What Is BP’s Cash Flow Strategy?

BP’s cash flow

In 3Q16, BP’s (BP) cash flow from operations stood at $2.5 billion, 52% lower than in 3Q15. BP’s cash outflow from investing stood at $2.9 billion in 3Q16 compared to $4.2 billion in 3Q15.

BP’s cash flow from financing activities mainly consisted of changing debt levels and dividend payments. BP focuses on providing returns to shareholders in the form of dividends. BP’s current dividend yield stands at 6.8%. BP’s peer ExxonMobil’s (XOM) dividend yield stands at 3.4%. Comparatively, Chevron (CVX) and Royal Dutch Shell (RDS.A) have higher dividend yields of 3.8% and 7.2%, respectively.

What Is BP’s Cash Flow Strategy?

Analyzing BP’s cash flow strategy

In 3Q16, BP (BP) generated $2.5 billion in cash from operations. However, the company had a cash outflow of $3.4 billion in the form of capital expenditures and $1.1 billion in the form of dividends, totaling $4.5 billion of cash outflow.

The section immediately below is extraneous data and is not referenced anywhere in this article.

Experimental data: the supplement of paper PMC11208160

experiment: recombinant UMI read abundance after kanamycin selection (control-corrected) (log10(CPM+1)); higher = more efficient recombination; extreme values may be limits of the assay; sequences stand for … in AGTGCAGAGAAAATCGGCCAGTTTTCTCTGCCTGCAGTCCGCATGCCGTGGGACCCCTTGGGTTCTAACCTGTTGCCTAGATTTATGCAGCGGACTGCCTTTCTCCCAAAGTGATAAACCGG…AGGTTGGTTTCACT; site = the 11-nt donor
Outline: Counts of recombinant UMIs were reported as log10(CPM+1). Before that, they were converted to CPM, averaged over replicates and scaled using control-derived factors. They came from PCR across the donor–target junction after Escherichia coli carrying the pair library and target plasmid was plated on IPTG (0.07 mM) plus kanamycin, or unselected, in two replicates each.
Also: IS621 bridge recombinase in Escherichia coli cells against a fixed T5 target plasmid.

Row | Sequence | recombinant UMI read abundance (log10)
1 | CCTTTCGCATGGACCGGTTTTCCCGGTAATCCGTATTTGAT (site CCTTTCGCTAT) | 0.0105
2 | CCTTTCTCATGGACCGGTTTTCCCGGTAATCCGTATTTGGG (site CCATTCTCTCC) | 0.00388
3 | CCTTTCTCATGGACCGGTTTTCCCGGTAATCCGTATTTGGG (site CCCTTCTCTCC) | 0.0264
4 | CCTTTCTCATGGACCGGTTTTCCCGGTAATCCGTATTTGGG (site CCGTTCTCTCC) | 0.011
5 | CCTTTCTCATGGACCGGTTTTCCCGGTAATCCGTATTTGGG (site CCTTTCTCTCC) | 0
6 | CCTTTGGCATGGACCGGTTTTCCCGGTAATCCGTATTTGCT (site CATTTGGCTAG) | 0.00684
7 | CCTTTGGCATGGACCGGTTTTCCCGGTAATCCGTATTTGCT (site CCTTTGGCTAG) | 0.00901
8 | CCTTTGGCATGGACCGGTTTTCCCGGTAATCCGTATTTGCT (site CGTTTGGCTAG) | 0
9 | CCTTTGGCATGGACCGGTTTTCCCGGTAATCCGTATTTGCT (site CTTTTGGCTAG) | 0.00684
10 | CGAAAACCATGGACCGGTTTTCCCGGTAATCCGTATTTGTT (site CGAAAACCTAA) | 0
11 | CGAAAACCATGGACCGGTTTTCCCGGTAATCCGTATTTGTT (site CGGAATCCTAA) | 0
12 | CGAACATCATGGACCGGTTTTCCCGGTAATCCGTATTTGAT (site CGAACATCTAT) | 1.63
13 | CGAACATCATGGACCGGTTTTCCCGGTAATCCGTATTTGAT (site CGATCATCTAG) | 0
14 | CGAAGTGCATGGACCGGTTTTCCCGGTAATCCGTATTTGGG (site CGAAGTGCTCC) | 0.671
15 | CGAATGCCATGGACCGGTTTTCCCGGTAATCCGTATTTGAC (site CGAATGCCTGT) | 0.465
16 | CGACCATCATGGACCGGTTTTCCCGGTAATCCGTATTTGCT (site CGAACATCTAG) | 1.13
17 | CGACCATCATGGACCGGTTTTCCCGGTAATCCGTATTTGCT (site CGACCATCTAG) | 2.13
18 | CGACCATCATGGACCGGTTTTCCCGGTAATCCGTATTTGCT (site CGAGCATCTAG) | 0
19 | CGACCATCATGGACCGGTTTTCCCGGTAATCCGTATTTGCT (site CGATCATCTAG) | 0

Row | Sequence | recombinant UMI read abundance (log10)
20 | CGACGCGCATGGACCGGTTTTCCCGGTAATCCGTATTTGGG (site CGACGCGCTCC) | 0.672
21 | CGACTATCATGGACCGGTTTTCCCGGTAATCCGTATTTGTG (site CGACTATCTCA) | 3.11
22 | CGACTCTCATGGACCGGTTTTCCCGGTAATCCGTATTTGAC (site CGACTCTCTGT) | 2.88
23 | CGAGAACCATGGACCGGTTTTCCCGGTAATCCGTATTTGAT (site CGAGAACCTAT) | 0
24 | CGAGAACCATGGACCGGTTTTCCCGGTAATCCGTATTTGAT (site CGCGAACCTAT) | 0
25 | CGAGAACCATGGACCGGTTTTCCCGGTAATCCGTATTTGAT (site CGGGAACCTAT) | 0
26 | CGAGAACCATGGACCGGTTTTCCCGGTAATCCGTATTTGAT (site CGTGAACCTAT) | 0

So, how did the company make up for the $2 billion difference in cash flow? Broadly, due to lower cash flow from operations—hit by oil spill charges and lower oil prices—the company had to resort to fresh debt.

This action is no surprise, as BP is focusing on equating its uses and sources of cash at oil price level of $50–$55 per barrel. With oil prices spiking above $50 per barrel lately, we believe that BP could succeed in its goal of equating its cash flows. Other steps such as divestment and cost reduction could also help BP improve its liquidity position.

If you’re looking for exposure to high-dividend stocks, you can consider the iShares Core High Dividend ETF (HDV), which has ~20% exposure to energy sector stocks.

For more on the price direction of crude oil, please read OPEC Mania Fading: Are the Bears Back in the Oil Market?